Our trip takes us down the hill and back up again into the Court House square where US 150, IN56, and IN37 meet. We're entering Paoli from the east; the court house, shown here, faces south. We circle around the north and east corners and head north to Orleans on SR37, our destination within six miles of reach, over on a side road numbered as SR337. I had earlier said we visited a sales-family, as opposed to a sales-man or -woman. My friend had communicated online with a gentleman. It was his wife who met us in the yard and refused to haggle over a price. She stated what they went for (somewhat high in my opinion, but it wasn't my money). I noticed that two of the toppers rose in price by $100.00 while we standing there and she was talking. After some friendly talk, my friend paid the price he was originally quoted and we proceded to move the topper from its storage berth to the bed of the truck. Since two other toppers were in the way, the lady asked us to move those first. She didn't ask us to move them out of the way, but rather out of the way and over to the storage rack about 30 feet off to the side, which, without complaint, we did. With money exchanged and topper firmly affixed to the truck, we left for our return trip. Incidentally, the proprietess let us know the entire operation of about sixty-six toppers was up for sale for $5500.00, including the racks and storage building, should we know anyone who is interested.

As my six faithful readers know, I have an aversion to coming and going to a place along the same route. My friend driving today is of a like mind. Thus it was that upon driving south back into Paoli and this time around the west side of the square, we ventured south toward the towns of English, which is to further say we left Orange County and entered Crawford County. I say the towns of English because there are two, the old abandoned one down in the bottom, and the relocated one up on top, relocated after 1990 due to the repeated flooding of the Blue River, Bird Dog Creek, and Brownstown Creek, the three bodies of waters which met where the town used to be. It is now about one mile to the east and several hundred feet up the hill. This relocation is said to be the second largest relocation of an entire town anywhere in the Republic. But, we never got to English. At a fork in the road, a sign appeared on the left which said "Short Cut to Marengo Cave."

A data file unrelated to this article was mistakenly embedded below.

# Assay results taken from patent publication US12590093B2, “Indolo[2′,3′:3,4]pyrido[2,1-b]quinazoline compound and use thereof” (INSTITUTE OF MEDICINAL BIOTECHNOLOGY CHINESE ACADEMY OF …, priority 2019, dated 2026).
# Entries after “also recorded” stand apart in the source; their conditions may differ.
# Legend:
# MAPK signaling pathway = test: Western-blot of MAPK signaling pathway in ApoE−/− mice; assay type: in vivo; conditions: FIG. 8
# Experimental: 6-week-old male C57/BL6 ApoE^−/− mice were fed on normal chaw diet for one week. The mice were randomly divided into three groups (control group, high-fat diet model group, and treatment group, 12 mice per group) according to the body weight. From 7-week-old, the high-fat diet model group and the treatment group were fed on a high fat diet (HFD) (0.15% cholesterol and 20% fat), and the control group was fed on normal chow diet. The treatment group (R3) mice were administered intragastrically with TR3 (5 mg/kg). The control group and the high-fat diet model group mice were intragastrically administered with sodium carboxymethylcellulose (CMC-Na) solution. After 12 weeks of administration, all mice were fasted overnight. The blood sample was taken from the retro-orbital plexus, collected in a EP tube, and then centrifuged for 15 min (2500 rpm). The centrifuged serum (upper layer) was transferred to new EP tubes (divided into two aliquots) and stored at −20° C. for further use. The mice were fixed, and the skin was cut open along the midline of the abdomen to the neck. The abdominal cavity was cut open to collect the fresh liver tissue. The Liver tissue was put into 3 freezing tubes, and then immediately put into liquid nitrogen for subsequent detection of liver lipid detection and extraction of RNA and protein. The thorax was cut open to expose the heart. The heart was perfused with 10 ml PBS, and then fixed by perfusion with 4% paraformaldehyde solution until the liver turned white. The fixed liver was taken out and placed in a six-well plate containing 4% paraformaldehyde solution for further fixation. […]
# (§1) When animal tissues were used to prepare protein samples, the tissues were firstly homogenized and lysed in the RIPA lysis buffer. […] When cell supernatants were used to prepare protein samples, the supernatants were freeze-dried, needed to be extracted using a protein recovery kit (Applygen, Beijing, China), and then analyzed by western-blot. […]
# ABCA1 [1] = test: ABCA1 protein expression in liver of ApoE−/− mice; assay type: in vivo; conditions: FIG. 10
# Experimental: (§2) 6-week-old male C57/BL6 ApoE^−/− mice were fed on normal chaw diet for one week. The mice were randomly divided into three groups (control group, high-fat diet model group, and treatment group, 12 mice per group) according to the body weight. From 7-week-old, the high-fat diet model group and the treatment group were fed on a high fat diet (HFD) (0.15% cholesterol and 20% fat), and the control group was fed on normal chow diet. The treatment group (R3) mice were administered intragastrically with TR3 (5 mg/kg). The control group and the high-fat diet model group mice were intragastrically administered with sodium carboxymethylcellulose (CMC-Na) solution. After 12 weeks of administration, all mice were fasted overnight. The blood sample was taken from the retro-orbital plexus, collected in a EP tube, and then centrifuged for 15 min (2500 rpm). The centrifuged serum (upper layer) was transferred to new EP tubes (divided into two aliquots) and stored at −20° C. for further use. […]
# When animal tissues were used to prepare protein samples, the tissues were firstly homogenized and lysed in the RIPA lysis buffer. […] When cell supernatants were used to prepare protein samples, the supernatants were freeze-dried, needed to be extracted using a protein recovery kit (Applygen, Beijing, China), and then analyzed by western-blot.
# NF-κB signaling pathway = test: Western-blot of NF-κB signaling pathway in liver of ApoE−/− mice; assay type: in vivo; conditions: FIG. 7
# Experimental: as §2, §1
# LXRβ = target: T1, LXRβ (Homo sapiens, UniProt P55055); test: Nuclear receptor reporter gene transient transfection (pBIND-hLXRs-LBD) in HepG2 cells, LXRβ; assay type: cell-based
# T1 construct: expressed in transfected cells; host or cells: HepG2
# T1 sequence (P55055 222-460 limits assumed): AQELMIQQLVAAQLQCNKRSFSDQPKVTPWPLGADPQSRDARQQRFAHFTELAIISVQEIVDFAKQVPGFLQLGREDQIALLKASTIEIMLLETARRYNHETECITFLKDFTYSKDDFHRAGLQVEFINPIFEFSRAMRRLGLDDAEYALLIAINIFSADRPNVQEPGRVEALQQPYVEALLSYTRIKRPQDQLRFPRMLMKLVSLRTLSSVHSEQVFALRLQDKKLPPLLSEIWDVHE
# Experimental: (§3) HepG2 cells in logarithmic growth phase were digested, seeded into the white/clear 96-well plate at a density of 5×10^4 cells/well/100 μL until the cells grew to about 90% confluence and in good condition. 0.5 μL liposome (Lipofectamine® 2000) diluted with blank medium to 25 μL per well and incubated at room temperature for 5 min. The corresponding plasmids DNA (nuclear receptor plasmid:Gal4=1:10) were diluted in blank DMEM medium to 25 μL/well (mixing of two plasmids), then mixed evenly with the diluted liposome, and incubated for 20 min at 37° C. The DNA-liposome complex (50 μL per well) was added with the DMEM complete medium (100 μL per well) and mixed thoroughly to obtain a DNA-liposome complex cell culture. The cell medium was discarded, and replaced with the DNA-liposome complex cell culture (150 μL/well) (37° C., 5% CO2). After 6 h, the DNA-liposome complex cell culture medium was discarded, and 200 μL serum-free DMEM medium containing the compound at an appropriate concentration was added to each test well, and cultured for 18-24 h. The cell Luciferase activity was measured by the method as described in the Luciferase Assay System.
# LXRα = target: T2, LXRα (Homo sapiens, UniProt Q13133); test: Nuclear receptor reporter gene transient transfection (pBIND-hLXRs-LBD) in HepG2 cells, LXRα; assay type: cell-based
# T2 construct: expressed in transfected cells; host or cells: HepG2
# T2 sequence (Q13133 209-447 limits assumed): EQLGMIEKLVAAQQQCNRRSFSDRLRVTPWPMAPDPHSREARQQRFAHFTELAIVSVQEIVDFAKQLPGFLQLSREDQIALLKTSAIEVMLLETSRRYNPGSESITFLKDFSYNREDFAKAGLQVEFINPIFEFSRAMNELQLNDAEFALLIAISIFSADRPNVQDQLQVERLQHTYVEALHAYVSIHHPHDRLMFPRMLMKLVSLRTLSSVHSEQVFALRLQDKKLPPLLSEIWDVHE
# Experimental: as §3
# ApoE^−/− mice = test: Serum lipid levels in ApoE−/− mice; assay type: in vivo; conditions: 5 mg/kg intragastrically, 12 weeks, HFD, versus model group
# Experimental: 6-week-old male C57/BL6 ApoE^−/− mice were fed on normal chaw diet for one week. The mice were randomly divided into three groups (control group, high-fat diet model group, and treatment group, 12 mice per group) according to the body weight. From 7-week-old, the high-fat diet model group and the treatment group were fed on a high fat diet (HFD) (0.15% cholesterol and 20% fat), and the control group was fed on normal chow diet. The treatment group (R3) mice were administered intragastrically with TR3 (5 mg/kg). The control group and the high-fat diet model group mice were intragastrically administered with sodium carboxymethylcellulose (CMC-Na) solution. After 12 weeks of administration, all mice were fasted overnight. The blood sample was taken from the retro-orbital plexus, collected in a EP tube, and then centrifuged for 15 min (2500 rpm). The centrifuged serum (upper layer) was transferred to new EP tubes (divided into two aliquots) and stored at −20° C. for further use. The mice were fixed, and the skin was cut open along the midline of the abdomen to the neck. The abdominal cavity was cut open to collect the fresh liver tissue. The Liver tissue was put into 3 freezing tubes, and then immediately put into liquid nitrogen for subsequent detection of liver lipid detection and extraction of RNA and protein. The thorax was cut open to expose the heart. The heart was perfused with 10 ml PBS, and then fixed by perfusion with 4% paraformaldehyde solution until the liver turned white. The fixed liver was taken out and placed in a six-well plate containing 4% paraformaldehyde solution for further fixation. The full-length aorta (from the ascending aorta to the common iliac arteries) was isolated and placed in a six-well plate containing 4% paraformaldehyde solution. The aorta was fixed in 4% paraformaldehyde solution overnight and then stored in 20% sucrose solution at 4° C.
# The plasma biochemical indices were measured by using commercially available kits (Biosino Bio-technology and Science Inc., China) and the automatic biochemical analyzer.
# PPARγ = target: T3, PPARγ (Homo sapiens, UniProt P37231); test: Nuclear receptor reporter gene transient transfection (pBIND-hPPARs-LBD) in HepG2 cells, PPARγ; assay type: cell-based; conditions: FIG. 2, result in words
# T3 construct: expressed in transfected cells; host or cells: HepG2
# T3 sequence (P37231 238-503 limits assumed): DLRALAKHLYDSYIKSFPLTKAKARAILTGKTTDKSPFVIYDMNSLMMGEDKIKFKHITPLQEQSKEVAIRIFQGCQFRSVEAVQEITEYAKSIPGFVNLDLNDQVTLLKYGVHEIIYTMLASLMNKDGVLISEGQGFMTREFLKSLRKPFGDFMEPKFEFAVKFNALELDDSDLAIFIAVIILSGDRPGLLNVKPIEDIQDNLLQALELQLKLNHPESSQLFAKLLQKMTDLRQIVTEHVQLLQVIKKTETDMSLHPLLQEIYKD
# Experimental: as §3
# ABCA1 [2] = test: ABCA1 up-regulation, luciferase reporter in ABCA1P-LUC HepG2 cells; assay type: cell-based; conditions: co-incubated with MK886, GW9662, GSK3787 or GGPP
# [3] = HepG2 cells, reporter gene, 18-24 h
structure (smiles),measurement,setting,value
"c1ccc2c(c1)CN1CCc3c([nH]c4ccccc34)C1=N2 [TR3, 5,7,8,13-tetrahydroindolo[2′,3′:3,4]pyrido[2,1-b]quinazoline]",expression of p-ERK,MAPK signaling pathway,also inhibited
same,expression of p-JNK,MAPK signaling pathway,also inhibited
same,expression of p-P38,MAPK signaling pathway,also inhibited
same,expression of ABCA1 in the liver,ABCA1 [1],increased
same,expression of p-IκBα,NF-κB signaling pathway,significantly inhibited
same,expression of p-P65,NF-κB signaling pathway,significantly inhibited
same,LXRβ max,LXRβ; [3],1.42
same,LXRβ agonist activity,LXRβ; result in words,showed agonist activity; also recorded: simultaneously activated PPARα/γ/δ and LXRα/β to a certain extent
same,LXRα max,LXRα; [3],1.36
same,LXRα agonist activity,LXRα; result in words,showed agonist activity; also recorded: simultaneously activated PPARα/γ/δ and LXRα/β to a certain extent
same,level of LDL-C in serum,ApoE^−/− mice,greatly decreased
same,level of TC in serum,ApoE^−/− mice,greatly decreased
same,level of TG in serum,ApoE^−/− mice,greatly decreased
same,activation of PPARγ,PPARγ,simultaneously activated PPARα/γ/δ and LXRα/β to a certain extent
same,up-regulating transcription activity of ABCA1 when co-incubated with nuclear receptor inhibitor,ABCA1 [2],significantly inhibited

We immediately decided to take the short cut and visit Marengo Cave. The short cut said the cave was twelve miles ahead. The road was narrow and winding, through woods and meadow, and the town of Valeene, and eventually arriving at IN64 and the bigger town of Marengo. Somehow though, like English, we never got to the cave. I've been all through Marengo before but admittedly had never arrived along the Valeene-Marengo Road as we did today. Wherever the turnoff was, we missed it. We ended up trekking southbound on "Westbound" SR 66, at least according to the sign. As it was getting late in the day and we both were in need of nourishment, the time had come to head back toward the Left Bank of the Ohio River near Milepost 606. Near the village of Carefree, SR66 intersects with I-64 and we took the ramp onto the east bound interstate and travelled the thirty-seven miles back to Louisville.

It ended up being a pretty good day. Thanks Be To God.

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The Archives at Milepost 606


Louisville, Kentucky, United States
Never married, liberal Democrat, born in 1960, opinionated but generally pleasant, member of the Episcopal Church. Graduate of Prestonia Elementary, Durrett High, and Spalding University; the first two now-closed Jefferson County Public Schools, the latter a very small liberal arts college in downtown Louisville affiliated with the Roman Catholic Sisters of Charity of Nazareth. My vocation and avocation is politics. My favorite pastime is driving the backroads of Kentucky and southern Indiana, visiting small towns, political hangouts, courthouses, churches, and cemeteries. You are welcome to ride with me sometime.